With their tiny voting membership (about 90 people), bizarrely-complicated categories, and penchant for oddball choices, the Globes do not necessarily indicate which way the wind will blow come Oscar night. But this year’s nominations do make one thing perfectly clear: the argument over Netflix’s right to a place at the table has been well and truly lost.
This is a genuinely big deal for the cinema business – not because of whose cabinet the statues end up in, but because of the changes Netflix is forcing upon the world of distribution and exhibition. Three of its four Globes-nominated movies (Dolemite being the exception) were released in cinemas before they dropped on the streaming platform; so too was David Michod and Joel Edgerton’s excellent historical drama The King, which is not among the nominees.
They were given what is known in the industry as a “narrow theatrical window” of two to three weeks before appearing on the platform (in some cases, they continued to play long after). Typically, a film will have a 90-day window before becoming available on other platforms, enough to lure people out of their homes.
Netflix’s narrow window strategy was designed specifically to make their movies Oscars eligible – to qualify, a film must have played in a cinema in Los Angeles for at least one week in the preceding calendar year – but it has had the effect (accidental or otherwise) of casting doubt over the traditional model of cinema releases, in Australia as much as the US.
Local operator Ben Zeccola of Palace Cinemas recently described the narrow-window strategy employed by Netflix, and since emulated by Amazon (with Brittany Runs a Marathon, The Report and others) and Stan (the forthcoming True History of the Kelly Gang), as an “existential crisis”.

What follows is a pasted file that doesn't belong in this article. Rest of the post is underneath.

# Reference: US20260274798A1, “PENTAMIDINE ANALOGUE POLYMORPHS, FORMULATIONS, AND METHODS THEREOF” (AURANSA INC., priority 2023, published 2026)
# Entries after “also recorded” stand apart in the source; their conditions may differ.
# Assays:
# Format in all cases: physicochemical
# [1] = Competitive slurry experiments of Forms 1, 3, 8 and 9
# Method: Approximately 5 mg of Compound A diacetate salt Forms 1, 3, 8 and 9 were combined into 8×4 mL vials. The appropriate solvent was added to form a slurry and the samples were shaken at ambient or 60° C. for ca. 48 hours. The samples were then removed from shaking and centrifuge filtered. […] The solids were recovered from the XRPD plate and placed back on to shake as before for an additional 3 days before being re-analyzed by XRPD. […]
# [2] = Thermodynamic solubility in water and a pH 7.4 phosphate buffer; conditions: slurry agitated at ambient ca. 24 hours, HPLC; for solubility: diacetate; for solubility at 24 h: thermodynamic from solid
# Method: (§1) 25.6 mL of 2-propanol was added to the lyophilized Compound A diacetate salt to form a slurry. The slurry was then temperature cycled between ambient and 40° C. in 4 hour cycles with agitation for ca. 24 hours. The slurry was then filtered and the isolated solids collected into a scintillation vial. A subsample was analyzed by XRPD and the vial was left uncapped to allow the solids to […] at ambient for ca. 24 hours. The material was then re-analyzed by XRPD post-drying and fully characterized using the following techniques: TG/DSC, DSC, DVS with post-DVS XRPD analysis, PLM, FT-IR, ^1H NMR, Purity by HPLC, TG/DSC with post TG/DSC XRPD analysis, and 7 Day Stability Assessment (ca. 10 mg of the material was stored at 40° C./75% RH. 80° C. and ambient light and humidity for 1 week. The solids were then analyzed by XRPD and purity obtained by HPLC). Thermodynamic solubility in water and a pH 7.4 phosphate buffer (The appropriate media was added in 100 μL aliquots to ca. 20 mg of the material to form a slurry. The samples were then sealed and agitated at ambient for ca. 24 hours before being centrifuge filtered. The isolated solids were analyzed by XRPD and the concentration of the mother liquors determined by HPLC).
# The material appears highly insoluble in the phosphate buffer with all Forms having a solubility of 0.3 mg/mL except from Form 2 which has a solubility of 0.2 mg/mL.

Another senior industry figure, who asked to remain anonymous, said cinema operators who embraced the streamers’ terms were playing with fire.
“They either don’t know what they’re doing or they do know and don’t care,” he said. “By agreeing to these terms, they’re sending a message that it’s acceptable to cinema owners. If all the other distributors turn around and start saying, ‘fine, you can have our film for two weeks as well’, this industry is f–ked. You’re going to have cinemas going out of business very quickly, thousands of people losing their jobs.”
Of course, Netflix and co are only in this position because they have started making the sort of
awards-bait films that the major studios are increasingly steering clear of, because those films no longer draw audiences to cinemas in the way they once did. Netflix can’t really be blamed for spotting an opportunity and running with it. They ought perhaps even to be applauded for trying to find a path that keeps the option of a big-screen release open to movies that “deserve” it.
But nor can you blame cinema operators for wondering if this could be the beginning of the end. In a few years, will we be thinking that the idea of a cinema release for anything but a blockbuster is every bit as “quaint” as that Roma-related hand-wringing once seemed? Don’t rule it out.
The Golden Globes will be screened live on Foxtel’s Arena on Monday, January 6, from midday. The red carpet and ceremony will be live blogged by this masthead from 10am.
Karl Quinn is a senior culture writer at The Age and The Sydney Morning Herald.